A federal Magistrate Judge sitting in New York has ruled that potential jurors cannot be excluded from a jury based on nationality. The rule against discrimination stems from Batson v. Kentucky, where race had been used by attorneys for peremptory challenges. The Batson rule also been extended to other minorities and to gender based discrimination, and extends also into civil cases.
From today’s New York Times (sub. req.):
The judge, in a ruling last week, opened a door to lawyers defending a West Indian man who argued that he had been denied justice because all five potential jurors who were West Indian were improperly excluded by the prosecution. The Bronx jury that convicted the man, Mark Watson, of rape, sodomy and burglary included blacks, but all of them were American born.
The judge, James C. Francis IV, ordered a hearing to determine “whether the state can offer a nondiscriminatory explanation for its peremptory challenges and whether Mr. Watson can carry his burden of establishing discriminatory intent.” If a separate hearing determines that jury selection was discriminatory, Mr. Watson, who was born in Jamaica and is serving 37 1/2 to 75 years in prison, could receive a new trial.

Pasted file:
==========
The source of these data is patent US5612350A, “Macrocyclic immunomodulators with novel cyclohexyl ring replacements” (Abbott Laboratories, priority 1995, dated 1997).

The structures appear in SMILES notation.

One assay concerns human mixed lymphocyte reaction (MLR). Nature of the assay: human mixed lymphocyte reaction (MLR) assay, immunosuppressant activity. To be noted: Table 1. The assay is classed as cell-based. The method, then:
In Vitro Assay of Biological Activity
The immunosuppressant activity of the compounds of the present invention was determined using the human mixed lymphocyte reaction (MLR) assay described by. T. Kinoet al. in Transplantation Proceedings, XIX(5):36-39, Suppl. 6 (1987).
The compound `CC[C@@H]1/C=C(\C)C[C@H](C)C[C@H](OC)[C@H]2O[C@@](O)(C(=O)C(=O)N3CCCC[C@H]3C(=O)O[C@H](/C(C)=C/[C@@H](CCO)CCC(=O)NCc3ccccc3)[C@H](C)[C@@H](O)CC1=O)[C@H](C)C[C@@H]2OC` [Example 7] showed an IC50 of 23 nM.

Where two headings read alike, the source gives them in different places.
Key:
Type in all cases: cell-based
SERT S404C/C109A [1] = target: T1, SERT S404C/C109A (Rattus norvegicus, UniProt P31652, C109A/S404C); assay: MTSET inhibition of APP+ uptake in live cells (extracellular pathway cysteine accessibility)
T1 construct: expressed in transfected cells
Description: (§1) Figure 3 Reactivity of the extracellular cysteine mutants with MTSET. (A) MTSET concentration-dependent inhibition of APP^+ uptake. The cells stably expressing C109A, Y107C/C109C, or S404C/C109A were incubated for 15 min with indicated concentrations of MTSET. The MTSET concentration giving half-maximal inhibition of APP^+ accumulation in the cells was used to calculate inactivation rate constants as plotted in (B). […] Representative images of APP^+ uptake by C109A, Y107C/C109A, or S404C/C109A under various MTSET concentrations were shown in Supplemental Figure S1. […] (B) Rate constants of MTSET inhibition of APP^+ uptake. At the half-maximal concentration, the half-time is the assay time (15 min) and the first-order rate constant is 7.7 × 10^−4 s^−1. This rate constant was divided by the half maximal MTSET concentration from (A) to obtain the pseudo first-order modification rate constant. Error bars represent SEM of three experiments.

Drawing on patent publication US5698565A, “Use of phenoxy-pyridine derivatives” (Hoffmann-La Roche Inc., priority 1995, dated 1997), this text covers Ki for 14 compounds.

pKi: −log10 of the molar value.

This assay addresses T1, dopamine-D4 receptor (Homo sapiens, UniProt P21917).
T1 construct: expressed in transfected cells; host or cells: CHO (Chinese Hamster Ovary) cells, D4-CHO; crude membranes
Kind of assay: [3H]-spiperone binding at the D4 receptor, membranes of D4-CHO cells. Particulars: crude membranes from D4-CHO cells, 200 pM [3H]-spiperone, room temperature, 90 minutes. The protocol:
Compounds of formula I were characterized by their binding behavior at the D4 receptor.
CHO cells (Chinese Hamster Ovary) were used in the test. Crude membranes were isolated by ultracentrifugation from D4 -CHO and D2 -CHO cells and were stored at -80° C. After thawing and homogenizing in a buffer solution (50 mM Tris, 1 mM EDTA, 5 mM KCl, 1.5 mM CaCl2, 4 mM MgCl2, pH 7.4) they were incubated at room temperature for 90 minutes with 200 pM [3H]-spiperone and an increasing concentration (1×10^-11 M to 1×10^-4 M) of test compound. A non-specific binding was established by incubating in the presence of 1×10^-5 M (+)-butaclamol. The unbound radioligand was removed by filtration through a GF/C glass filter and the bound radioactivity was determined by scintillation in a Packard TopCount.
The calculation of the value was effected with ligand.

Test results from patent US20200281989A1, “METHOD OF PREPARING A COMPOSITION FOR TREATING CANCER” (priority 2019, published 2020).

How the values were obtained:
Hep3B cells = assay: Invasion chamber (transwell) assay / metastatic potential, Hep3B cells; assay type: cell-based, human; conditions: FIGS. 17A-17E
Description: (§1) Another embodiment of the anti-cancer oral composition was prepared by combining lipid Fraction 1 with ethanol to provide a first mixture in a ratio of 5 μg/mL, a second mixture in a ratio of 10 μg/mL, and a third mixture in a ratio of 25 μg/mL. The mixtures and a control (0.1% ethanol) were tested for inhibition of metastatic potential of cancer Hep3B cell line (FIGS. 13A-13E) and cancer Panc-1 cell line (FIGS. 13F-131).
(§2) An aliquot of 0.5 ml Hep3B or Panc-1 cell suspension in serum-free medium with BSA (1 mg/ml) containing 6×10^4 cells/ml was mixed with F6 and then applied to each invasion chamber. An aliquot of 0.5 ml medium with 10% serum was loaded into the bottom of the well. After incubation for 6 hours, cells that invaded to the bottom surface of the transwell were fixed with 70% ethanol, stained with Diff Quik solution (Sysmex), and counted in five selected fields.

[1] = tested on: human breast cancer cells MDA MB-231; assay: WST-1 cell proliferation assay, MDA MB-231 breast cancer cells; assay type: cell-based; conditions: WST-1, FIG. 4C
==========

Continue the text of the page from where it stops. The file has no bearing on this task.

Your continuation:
“Mr. Watson established that the prosecutor had struck every one of the five West Indian prospective jurors, a showing that was plainly sufficient to support an inference of intentional discrimination,” Judge Francis wrote.
“If striking five out of five West Indian jurors is insufficient to raise an inference of discrimination, it is difficult to imagine what sort of pattern of strikes might do so,” he said.
Personally, when I pick juries I always have a reason when exercising a challenge, and I think trial lawyers make a mistake when they bounce potential jurors based solely on discriminatory factors. While on the one hand a lawyer wants the jury to look like his own client, on the other hand, those from the same racial/ethnic/national/gender group may also be the harshest critic of their own. Picking a jury takes a lot more subtlety than simply looking at the superficial features of your fellow man.